US7351199B2 - Catheters - Google Patents

Catheters Download PDF

Info

Publication number
US7351199B2
US7351199B2 US10636775 US63677503A US7351199B2 US 7351199 B2 US7351199 B2 US 7351199B2 US 10636775 US10636775 US 10636775 US 63677503 A US63677503 A US 63677503A US 7351199 B2 US7351199 B2 US 7351199B2
Authority
US
Grant status
Grant
Patent type
Prior art keywords
catheter
shaft
bore
embryo
oocyte
Prior art date
Legal status (The legal status is an assumption and is not a legal conclusion. Google has not performed a legal analysis and makes no representation as to the accuracy of the status listed.)
Active, expires
Application number
US10636775
Other versions
US20040039247A1 (en )
Inventor
John Edward Nash
Current Assignee (The listed assignees may be inaccurate. Google has not performed a legal analysis and makes no representation or warranty as to the accuracy of the list.)
THE COOPER COMPANIES GLOBAL HOLDINGS LP
Original Assignee
Smiths Group PLC
Priority date (The priority date is an assumption and is not a legal conclusion. Google has not performed a legal analysis and makes no representation as to the accuracy of the date listed.)
Filing date
Publication date
Grant date

Links

Images

Classifications

    • AHUMAN NECESSITIES
    • A61MEDICAL OR VETERINARY SCIENCE; HYGIENE
    • A61BDIAGNOSIS; SURGERY; IDENTIFICATION
    • A61B18/00Surgical instruments, devices or methods for transferring non-mechanical forms of energy to or from the body
    • A61B18/04Surgical instruments, devices or methods for transferring non-mechanical forms of energy to or from the body by heating
    • AHUMAN NECESSITIES
    • A61MEDICAL OR VETERINARY SCIENCE; HYGIENE
    • A61BDIAGNOSIS; SURGERY; IDENTIFICATION
    • A61B17/00Surgical instruments, devices or methods, e.g. tourniquets
    • A61B17/42Gynaecological or obstetrical instruments or methods
    • A61B17/425Gynaecological or obstetrical instruments or methods for reproduction or fertilisation
    • A61B17/435Gynaecological or obstetrical instruments or methods for reproduction or fertilisation for embryo or ova transplantation
    • AHUMAN NECESSITIES
    • A61MEDICAL OR VETERINARY SCIENCE; HYGIENE
    • A61BDIAGNOSIS; SURGERY; IDENTIFICATION
    • A61B18/00Surgical instruments, devices or methods for transferring non-mechanical forms of energy to or from the body
    • A61B18/04Surgical instruments, devices or methods for transferring non-mechanical forms of energy to or from the body by heating
    • A61B18/08Surgical instruments, devices or methods for transferring non-mechanical forms of energy to or from the body by heating by means of electrically-heated probes
    • A61B18/082Probes or electrodes therefor
    • AHUMAN NECESSITIES
    • A61MEDICAL OR VETERINARY SCIENCE; HYGIENE
    • A61BDIAGNOSIS; SURGERY; IDENTIFICATION
    • A61B17/00Surgical instruments, devices or methods, e.g. tourniquets
    • A61B2017/00681Aspects not otherwise provided for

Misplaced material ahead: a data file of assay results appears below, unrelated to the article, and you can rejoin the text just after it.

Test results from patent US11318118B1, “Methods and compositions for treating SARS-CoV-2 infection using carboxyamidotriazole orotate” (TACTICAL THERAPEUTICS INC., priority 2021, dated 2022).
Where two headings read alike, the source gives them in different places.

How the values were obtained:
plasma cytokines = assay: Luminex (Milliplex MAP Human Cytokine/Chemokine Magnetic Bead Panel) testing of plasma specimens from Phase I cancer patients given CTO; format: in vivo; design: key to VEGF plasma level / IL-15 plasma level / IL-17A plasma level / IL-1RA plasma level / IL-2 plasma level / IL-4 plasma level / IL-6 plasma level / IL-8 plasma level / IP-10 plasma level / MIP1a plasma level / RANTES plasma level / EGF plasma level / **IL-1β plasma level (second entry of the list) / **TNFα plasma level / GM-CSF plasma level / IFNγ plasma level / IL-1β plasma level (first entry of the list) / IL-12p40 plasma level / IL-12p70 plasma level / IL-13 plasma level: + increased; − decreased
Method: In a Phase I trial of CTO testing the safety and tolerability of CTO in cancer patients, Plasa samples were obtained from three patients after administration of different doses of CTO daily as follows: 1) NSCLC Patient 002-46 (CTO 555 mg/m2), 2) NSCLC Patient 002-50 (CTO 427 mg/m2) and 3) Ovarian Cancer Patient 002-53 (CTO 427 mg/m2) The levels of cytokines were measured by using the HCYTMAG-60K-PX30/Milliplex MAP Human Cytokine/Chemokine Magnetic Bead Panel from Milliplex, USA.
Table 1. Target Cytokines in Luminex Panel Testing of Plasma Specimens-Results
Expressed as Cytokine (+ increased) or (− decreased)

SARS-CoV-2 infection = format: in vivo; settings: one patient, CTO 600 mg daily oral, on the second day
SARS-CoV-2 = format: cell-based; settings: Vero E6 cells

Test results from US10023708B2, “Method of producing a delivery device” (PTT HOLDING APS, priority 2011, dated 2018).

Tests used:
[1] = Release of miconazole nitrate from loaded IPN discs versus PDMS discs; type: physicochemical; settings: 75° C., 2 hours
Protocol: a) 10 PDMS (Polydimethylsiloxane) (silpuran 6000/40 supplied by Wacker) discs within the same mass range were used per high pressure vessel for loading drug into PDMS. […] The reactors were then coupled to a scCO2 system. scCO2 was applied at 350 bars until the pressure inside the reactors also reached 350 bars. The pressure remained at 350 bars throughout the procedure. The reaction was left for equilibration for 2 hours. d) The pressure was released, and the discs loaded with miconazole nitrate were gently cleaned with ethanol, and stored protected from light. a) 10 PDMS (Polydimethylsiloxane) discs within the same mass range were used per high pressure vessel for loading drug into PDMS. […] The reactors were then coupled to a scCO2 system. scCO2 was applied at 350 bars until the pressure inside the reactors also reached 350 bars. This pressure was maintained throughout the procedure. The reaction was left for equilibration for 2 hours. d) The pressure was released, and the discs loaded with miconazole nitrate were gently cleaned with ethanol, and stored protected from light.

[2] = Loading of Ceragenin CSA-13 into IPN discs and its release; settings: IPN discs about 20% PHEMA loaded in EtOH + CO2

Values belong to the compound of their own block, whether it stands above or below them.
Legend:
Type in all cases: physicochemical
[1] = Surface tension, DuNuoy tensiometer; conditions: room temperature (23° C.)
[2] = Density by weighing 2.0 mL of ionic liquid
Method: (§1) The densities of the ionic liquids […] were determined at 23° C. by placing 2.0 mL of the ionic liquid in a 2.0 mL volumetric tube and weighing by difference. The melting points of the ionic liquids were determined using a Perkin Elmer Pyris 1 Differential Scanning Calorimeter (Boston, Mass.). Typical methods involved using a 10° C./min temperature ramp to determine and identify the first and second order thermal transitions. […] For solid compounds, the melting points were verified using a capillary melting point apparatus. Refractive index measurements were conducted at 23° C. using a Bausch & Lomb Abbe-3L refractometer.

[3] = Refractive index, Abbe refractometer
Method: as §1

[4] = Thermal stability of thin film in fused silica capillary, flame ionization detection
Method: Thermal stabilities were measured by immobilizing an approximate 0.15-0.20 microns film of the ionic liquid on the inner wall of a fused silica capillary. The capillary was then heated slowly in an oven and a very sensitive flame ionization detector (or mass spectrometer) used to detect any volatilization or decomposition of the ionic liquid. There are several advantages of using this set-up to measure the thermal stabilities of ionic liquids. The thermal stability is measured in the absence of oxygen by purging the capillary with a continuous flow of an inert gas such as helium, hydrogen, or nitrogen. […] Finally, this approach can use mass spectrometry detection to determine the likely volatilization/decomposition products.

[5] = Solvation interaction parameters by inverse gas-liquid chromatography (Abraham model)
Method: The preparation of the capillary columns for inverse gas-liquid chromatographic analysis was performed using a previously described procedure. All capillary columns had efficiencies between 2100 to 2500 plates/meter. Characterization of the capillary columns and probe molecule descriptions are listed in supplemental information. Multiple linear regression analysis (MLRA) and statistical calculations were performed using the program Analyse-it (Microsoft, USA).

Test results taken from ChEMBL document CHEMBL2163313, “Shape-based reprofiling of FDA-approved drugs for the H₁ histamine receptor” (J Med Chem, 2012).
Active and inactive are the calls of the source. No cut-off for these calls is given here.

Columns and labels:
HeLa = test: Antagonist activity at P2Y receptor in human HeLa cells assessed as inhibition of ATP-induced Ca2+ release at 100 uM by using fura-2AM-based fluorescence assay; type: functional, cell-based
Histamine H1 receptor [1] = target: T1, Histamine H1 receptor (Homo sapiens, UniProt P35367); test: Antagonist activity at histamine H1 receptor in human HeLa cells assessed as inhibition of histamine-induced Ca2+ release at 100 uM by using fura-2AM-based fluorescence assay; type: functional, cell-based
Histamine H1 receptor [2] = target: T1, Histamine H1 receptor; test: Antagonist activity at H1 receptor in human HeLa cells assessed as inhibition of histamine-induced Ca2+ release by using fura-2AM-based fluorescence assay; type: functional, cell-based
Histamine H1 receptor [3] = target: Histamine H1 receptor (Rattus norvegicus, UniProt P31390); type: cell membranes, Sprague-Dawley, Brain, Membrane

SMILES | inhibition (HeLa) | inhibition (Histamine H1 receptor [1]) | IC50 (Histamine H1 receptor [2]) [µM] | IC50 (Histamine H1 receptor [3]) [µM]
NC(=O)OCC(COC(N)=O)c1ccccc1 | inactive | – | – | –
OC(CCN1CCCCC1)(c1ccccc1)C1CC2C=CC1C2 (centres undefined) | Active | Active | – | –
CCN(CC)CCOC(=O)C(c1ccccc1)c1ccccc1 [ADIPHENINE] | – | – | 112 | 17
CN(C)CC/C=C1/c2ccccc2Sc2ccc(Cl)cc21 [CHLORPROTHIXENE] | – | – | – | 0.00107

• A61B2017/00734Aspects not otherwise provided for battery operated
    • AHUMAN NECESSITIES
    • A61MEDICAL OR VETERINARY SCIENCE; HYGIENE
    • A61BDIAGNOSIS; SURGERY; IDENTIFICATION
    • A61B18/00Surgical instruments, devices or methods for transferring non-mechanical forms of energy to or from the body
    • A61B18/04Surgical instruments, devices or methods for transferring non-mechanical forms of energy to or from the body by heating
    • A61B2018/044Surgical instruments, devices or methods for transferring non-mechanical forms of energy to or from the body by heating the surgical action being effected by a circulating hot fluid
    • A61B2018/046Surgical instruments, devices or methods for transferring non-mechanical forms of energy to or from the body by heating the surgical action being effected by a circulating hot fluid in liquid form

Abstract

An embryo transfer catheter or the like has electrical resistance heating elements extending along its shaft and connected to a battery in the catheter hub or to a separate power source via a cable. Alternatively, the shaft may be extruded with two channels in its wall connected with inlet and outlet connectors on the hub. Pipes connected with the connectors supply warmed fluid from a heat exchanger to one channel and return fluid to the exchanger from the other channel.

Description

BACKGROUND OF THE INVENTION

This invention relates to catheters.

An embryo transfer catheter is used to transport an embryo from a location where the embryo was fertilised to the woman in whom the embryo is to be transferred. One end of the catheter is inserted in the uterus and the embryo is expelled from the catheter to the uterus. The embryo is fertilised and grown under carefully controlled conditions in a culture medium, in particular, care is taken to keep the embryo at the correct temperature to encourage its growth. Although the embryo in the catheter is transported as quickly as possible, there can often be delays in transferring the embryo to the patient. In particular, if the position of the uterus is found to be difficult, the surgeon may need to undertake additional procedures before the catheter can be inserted. This can delay insertion of the embryo and may cause its temperature to drop while the catheter is exposed to room temperature. Similar problems arise with oocyte recovery catheters used to transfer oocytes from a woman for in vitro fertilisation or other treatment.

BRIEF SUMMARY OF THE INVENTION

It is an object of the present invention to provide a catheter that will help maintain the desired temperature of an embryo or oocyte.